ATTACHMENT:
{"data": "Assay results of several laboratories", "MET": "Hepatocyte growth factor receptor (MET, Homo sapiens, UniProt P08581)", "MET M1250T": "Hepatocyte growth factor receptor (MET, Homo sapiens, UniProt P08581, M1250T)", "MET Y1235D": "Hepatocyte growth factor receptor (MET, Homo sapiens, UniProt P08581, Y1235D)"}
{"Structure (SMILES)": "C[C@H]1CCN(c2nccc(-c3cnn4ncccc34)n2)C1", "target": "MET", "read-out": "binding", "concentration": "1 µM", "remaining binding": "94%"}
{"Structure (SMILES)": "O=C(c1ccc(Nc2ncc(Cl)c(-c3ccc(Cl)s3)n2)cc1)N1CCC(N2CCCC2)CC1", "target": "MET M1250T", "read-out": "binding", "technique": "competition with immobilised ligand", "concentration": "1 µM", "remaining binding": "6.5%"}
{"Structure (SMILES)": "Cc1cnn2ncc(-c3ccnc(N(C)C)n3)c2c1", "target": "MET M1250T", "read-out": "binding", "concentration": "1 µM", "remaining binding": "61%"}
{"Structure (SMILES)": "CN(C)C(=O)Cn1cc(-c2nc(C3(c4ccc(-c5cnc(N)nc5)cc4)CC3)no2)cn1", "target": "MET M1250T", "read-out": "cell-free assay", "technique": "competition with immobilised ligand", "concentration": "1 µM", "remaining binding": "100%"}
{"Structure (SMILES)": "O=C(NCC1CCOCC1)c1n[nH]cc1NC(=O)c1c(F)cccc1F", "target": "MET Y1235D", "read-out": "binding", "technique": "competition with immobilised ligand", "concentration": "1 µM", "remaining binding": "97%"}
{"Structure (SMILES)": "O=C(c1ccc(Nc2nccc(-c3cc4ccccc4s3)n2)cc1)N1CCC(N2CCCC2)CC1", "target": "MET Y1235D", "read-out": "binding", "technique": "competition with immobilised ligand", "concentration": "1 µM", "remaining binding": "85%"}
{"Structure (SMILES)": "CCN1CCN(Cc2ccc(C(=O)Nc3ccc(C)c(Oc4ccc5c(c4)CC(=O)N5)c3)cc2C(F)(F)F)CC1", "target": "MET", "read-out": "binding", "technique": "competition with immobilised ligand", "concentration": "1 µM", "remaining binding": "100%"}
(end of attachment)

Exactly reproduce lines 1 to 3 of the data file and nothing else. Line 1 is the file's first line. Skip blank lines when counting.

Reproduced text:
{"data": "Assay results of several laboratories", "MET": "Hepatocyte growth factor receptor (MET, Homo sapiens, UniProt P08581)", "MET M1250T": "Hepatocyte growth factor receptor (MET, Homo sapiens, UniProt P08581, M1250T)", "MET Y1235D": "Hepatocyte growth factor receptor (MET, Homo sapiens, UniProt P08581, Y1235D)"}
{"Structure (SMILES)": "C[C@H]1CCN(c2nccc(-c3cnn4ncccc34)n2)C1", "target": "MET", "read-out": "binding", "concentration": "1 µM", "remaining binding": "94%"}
{"Structure (SMILES)": "O=C(c1ccc(Nc2ncc(Cl)c(-c3ccc(Cl)s3)n2)cc1)N1CCC(N2CCCC2)CC1", "target": "MET M1250T", "read-out": "binding", "technique": "competition with immobilised ligand", "concentration": "1 µM", "remaining binding": "6.5%"}